In the middle of 2006, Lt. Col. Herrie Reed, a Protestant Chaplain at Edwards, recognized the need for a facility geared to dormitory residents of the Base.  He visualized a place within walking distance where Airmen could congregate in a relaxing, non-alcoholic atmosphere, and where they could surf the internet, play video games, read and watch TV and movies.  As he was formulating his idea, and was passing it up the command chain, he tragically suffered a massive stroke and died on September 22, 2006.  Shortly thereafter, Major General Curtis M. Bedke, AFFTC Commander, was concerned with the closing, due to budget constraints, of the Joshua Tree Inn, a place where Airmen could eat and have a place to congregate.  When the concept of an Internet Café reached him, he invited Aida O’Connor, Roger Persons and other Civ-Mil leaders to meet with him and discuss the possibility of some major financial help to launch the project.  He asked the Civ-Mil members to meet with Command Chief Master Sergeants Juan Lewis and Kevin Soltis, who had a rough draft plan and financial need calculation, and determine the feasibility of such a project.  The initial estimate was in the range of $19,000 to $20,000.  After the meeting, Aida asked Roger what his financial assessment of the program was and he estimated it to be between $35,000 and $40,000.  At the same time, the day room and an adjoining room in Building 2423 were being prepared for potential use as the Internet Cafe.

Aida, Roger, and the rest of the Civ-Mil Board decided to assist Major General Bedke by appealing for donations from citizens and organizations within the Antelope Valley.  Showing their leadership, both Aida and Roger donated $5,000 each and soon Aida talked to Frank Visco who donated $2,500.  She was also able to get an additional $2,500 from R. Rex Parris.  The campaign was now in full swing, with Ridgeview Land Company and Tri-Anim Health Services of Sylmar donating $2,500 each.  Several other companies and individuals donated between $500 and $1,000.  An article in the Antelope Valley Press also brought in a number of donations, large and small.  Very poignant donations by people, who were obviously supporters of the Military, but also people of little means, stood out.  A donation by a Littlerock couple of $5,000 and a Quartz Hill widow’s $100 gift were significant in this regard.  When the campaign was finished, $31,050 was transferred by Civ-Mil to the Mission Support and Services Wing of the 95th Air Base Wing at Edwards AFB.  There the supplies and materials used to furnish and complete the Internet Café were purchased, including televisions, game consoles, video games, a cappuccino machine, electrical fixtures, lighting, and other items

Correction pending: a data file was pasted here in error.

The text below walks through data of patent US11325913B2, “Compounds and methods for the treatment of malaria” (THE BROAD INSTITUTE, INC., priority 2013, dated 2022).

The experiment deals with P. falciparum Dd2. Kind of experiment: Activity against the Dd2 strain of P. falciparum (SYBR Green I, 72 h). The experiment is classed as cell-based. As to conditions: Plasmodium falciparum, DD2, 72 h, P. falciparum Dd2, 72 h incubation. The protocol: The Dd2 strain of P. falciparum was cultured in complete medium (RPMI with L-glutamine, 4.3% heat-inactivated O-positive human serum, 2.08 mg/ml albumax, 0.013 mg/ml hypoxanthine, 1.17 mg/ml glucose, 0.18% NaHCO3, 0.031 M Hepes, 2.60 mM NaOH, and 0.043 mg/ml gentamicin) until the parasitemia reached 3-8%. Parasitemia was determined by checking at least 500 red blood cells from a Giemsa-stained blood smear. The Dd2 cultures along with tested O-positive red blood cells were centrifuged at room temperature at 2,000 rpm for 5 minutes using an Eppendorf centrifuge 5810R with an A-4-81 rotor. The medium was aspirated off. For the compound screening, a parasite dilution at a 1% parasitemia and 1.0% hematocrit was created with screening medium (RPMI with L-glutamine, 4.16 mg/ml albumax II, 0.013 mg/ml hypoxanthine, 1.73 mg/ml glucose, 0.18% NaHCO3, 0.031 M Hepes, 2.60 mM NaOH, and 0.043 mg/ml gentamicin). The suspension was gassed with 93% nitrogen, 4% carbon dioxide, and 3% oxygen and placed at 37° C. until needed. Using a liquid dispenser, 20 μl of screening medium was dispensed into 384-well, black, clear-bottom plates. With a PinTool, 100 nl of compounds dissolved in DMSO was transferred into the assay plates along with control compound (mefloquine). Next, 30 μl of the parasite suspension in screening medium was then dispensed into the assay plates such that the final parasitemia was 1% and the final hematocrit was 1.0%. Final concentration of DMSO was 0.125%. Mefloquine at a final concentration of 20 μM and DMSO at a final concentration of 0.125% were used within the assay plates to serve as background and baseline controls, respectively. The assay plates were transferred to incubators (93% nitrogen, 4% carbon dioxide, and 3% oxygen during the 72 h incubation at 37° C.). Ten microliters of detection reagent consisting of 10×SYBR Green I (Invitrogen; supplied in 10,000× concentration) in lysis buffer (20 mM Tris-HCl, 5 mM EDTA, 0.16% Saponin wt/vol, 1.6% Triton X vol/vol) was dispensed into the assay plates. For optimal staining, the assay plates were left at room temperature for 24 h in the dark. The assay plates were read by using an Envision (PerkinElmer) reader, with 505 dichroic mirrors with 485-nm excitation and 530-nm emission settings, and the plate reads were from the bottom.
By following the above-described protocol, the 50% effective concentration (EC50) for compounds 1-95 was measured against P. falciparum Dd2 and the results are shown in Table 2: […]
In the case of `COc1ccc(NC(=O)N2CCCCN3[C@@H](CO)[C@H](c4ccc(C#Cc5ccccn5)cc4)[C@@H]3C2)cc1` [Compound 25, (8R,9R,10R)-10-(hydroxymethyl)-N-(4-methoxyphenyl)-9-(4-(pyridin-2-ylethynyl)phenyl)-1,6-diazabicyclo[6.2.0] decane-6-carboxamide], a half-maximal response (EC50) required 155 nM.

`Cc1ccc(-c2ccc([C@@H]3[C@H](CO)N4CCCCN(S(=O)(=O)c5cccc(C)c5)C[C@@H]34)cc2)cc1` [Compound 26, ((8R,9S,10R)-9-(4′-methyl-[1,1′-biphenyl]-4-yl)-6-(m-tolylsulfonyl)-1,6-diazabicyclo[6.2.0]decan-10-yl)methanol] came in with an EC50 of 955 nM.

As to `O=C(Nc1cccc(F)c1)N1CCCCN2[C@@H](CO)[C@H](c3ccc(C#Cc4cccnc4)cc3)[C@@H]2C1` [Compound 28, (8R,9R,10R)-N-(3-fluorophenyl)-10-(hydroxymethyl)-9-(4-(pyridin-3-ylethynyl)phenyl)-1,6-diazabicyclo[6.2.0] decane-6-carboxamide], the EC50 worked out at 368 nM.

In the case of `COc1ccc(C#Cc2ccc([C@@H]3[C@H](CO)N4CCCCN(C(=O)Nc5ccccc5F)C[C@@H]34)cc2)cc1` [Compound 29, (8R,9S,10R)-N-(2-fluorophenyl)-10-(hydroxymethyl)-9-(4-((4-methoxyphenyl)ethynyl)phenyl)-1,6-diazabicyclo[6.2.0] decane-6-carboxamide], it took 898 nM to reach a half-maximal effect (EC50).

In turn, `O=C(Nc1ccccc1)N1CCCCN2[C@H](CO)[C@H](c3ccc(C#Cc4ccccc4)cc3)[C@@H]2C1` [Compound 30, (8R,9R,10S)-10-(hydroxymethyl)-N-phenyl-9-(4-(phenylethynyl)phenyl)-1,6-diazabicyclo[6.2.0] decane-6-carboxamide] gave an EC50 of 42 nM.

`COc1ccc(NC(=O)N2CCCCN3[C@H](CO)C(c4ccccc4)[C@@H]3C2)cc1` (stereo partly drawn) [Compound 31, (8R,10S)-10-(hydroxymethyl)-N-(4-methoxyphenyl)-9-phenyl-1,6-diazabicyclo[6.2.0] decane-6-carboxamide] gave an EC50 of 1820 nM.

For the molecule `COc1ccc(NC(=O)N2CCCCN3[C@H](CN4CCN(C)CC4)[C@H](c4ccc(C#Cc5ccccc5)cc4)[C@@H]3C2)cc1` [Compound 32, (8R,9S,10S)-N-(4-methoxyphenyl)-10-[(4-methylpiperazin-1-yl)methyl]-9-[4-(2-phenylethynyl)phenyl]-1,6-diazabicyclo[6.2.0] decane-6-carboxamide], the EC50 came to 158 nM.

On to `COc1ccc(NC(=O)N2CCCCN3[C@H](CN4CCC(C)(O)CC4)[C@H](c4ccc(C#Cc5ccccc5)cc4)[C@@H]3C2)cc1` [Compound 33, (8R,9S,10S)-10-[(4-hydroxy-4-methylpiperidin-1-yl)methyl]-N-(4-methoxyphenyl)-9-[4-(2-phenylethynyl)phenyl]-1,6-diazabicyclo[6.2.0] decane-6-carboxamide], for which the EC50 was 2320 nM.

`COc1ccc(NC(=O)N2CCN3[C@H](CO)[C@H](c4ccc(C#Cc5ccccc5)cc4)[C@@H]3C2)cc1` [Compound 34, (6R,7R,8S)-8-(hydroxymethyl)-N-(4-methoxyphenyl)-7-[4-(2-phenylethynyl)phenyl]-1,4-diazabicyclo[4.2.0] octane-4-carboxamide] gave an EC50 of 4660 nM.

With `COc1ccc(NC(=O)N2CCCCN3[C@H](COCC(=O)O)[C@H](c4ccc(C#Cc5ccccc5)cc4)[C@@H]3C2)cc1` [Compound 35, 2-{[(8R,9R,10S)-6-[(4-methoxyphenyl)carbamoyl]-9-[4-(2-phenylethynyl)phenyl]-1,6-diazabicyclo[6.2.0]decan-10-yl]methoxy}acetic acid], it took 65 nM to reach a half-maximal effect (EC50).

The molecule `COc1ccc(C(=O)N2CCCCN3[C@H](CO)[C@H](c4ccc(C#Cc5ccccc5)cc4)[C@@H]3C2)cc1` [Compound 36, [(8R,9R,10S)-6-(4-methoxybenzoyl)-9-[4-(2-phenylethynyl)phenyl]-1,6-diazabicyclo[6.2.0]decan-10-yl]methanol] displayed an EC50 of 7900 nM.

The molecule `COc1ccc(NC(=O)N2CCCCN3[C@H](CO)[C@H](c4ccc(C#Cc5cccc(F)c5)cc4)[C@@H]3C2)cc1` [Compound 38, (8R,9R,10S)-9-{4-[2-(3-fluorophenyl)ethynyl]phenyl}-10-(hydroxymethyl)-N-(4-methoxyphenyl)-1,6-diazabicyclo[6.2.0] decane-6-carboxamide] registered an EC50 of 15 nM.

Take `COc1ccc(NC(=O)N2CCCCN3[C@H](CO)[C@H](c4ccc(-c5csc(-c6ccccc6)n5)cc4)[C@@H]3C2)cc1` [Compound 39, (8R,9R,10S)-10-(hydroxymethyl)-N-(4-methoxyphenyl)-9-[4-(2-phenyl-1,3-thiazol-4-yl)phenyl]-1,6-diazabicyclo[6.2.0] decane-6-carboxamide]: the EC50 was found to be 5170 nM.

The opening of the Internet Café was announced for 0900 on July 13, 2007 by Colonel Bryan J. Gallagher, Commander of the 95th Air Base Wing.  On that day, many Antelope Valley residents and Air Force personnel attended the ribbon cutting.  Aida O’Connor and Master Sergeant Wilbert Hoffman of the 95th Mission Support and Services Squadron summed it all up by stating, ”The Higher Grounds Café provides our Airmen with a state-of-the -art facility and they can take ownership of it.  It provides them with a place to focus on their four dimensions of wellness.  Airman 1st Class Nancy Rouse also stated that in planning the Café, “the committee didn’t want it to look like an Air Force facility, but rather like a place Airmen could go and unwind.”  In retrospect, through the work of Civ-Mil and donations from many civilians in the Antelope Valley, the project was completed within less than a year from a concept by Lt. Col. Reed to fruition even though it started with no funds.  Coupled with the fact that it finished before the Great Recession of 2007, an event that probably would have doomed donations, this is an effort of which Civ-Mil, the Antelope Valley, and Edwards AFB can be justly proud.

However, this was not the end of the by-products from Operation Higher Grounds.  As a result of her leadership and efforts on this project, in particular, being involved in the founding of Civ/Mil and her leadership in many of its other projects over the years, Aida O’Connor was selected to represent the Air Force for a military-wide award, the Zachary and Elizabeth Fisher Distinguished Civilian Humanitarian Award for 2007.  Major General Bedke, who had initially nominated Aida, stated, “She has been the spiritual center of {Civ-Mil} since it first began in 1989.  She is a classy and fun woman with a huge heart.  We love her for who she is, as much as for what she does.”

Lastly, on September 22, 2007, Lt. Col. Reed’s widow, Gwendolyn Reed, was present when Brigadier General Cecil Richardson, the USAF Deputy Chief of Chaplains, Major General Bedke, Colonel Bryan Gallagher, Master Sergeant Shawn Aldridge, the 95th ABW Superintendant, dedicated the Operation Higher Ground Internet Café in memory of Lt. Col. Reed.  Aida O’Connor was a special guest.  A large portrait of Reed was unveiled and hung in the Café as part of the ceremony.


Welcome to the Home Page for the Edwards Air Force Base Civilian/Military Support Group

The purpose and general nature of the Edwards Air Force Base Civilian/Military Support Group is to establish a friendly benevolent association of civic leaders and military personnel at Edwards Air Force Base, to act as a host group whenever needed and additionally, to consider an annual service project to benefit EAFB.